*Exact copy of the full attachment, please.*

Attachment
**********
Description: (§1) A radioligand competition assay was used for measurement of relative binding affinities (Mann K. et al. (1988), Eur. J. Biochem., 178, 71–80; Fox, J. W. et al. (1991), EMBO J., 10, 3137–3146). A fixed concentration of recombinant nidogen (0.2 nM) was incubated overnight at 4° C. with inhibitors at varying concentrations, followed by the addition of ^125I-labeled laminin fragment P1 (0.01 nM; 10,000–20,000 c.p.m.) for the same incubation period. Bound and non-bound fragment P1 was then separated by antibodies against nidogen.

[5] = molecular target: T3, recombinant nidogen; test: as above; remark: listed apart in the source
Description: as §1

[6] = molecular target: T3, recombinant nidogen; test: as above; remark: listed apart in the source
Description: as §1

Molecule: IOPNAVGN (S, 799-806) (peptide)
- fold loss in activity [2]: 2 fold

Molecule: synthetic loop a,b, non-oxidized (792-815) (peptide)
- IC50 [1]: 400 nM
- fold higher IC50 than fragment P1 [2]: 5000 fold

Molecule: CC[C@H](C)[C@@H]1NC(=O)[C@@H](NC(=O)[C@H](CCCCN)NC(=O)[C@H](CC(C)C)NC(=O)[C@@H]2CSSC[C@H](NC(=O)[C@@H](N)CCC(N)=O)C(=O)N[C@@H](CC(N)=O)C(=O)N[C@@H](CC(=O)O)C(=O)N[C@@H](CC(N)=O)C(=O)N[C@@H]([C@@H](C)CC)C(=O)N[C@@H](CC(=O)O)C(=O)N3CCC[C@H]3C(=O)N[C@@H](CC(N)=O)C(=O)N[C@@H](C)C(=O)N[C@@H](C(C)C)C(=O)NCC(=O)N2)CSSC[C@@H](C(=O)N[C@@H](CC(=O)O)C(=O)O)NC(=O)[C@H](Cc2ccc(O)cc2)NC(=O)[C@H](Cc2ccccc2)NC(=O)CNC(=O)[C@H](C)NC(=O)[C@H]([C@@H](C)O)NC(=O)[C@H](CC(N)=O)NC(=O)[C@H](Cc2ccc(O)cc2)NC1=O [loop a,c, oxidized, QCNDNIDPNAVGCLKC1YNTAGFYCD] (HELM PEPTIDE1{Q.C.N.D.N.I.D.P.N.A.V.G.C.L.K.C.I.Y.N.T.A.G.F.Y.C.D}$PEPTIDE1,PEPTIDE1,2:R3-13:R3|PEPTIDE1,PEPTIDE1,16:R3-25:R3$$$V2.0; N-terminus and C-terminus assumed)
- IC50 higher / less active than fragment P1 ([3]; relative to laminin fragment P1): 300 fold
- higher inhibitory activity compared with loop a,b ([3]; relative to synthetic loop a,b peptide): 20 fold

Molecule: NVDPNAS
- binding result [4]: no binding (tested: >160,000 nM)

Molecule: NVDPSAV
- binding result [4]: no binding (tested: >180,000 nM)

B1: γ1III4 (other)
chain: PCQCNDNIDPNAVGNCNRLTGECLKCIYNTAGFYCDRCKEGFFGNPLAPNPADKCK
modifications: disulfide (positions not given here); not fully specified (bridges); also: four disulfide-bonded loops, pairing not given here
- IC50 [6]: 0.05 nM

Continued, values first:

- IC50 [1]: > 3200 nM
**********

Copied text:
Description: (§1) A radioligand competition assay was used for measurement of relative binding affinities (Mann K. et al. (1988), Eur. J. Biochem., 178, 71–80; Fox, J. W. et al. (1991), EMBO J., 10, 3137–3146). A fixed concentration of recombinant nidogen (0.2 nM) was incubated overnight at 4° C. with inhibitors at varying concentrations, followed by the addition of ^125I-labeled laminin fragment P1 (0.01 nM; 10,000–20,000 c.p.m.) for the same incubation period. Bound and non-bound fragment P1 was then separated by antibodies against nidogen.

[5] = molecular target: T3, recombinant nidogen; test: as above; remark: listed apart in the source
Description: as §1

[6] = molecular target: T3, recombinant nidogen; test: as above; remark: listed apart in the source
Description: as §1

Molecule: IOPNAVGN (S, 799-806) (peptide)
- fold loss in activity [2]: 2 fold

Molecule: synthetic loop a,b, non-oxidized (792-815) (peptide)
- IC50 [1]: 400 nM
- fold higher IC50 than fragment P1 [2]: 5000 fold

Molecule: CC[C@H](C)[C@@H]1NC(=O)[C@@H](NC(=O)[C@H](CCCCN)NC(=O)[C@H](CC(C)C)NC(=O)[C@@H]2CSSC[C@H](NC(=O)[C@@H](N)CCC(N)=O)C(=O)N[C@@H](CC(N)=O)C(=O)N[C@@H](CC(=O)O)C(=O)N[C@@H](CC(N)=O)C(=O)N[C@@H]([C@@H](C)CC)C(=O)N[C@@H](CC(=O)O)C(=O)N3CCC[C@H]3C(=O)N[C@@H](CC(N)=O)C(=O)N[C@@H](C)C(=O)N[C@@H](C(C)C)C(=O)NCC(=O)N2)CSSC[C@@H](C(=O)N[C@@H](CC(=O)O)C(=O)O)NC(=O)[C@H](Cc2ccc(O)cc2)NC(=O)[C@H](Cc2ccccc2)NC(=O)CNC(=O)[C@H](C)NC(=O)[C@H]([C@@H](C)O)NC(=O)[C@H](CC(N)=O)NC(=O)[C@H](Cc2ccc(O)cc2)NC1=O [loop a,c, oxidized, QCNDNIDPNAVGCLKC1YNTAGFYCD] (HELM PEPTIDE1{Q.C.N.D.N.I.D.P.N.A.V.G.C.L.K.C.I.Y.N.T.A.G.F.Y.C.D}$PEPTIDE1,PEPTIDE1,2:R3-13:R3|PEPTIDE1,PEPTIDE1,16:R3-25:R3$$$V2.0; N-terminus and C-terminus assumed)
- IC50 higher / less active than fragment P1 ([3]; relative to laminin fragment P1): 300 fold
- higher inhibitory activity compared with loop a,b ([3]; relative to synthetic loop a,b peptide): 20 fold

Molecule: NVDPNAS
- binding result [4]: no binding (tested: >160,000 nM)

Molecule: NVDPSAV
- binding result [4]: no binding (tested: >180,000 nM)

B1: γ1III4 (other)
chain: PCQCNDNIDPNAVGNCNRLTGECLKCIYNTAGFYCDRCKEGFFGNPLAPNPADKCK
modifications: disulfide (positions not given here); not fully specified (bridges); also: four disulfide-bonded loops, pairing not given here
- IC50 [6]: 0.05 nM

Continued, values first:

- IC50 [1]: > 3200 nM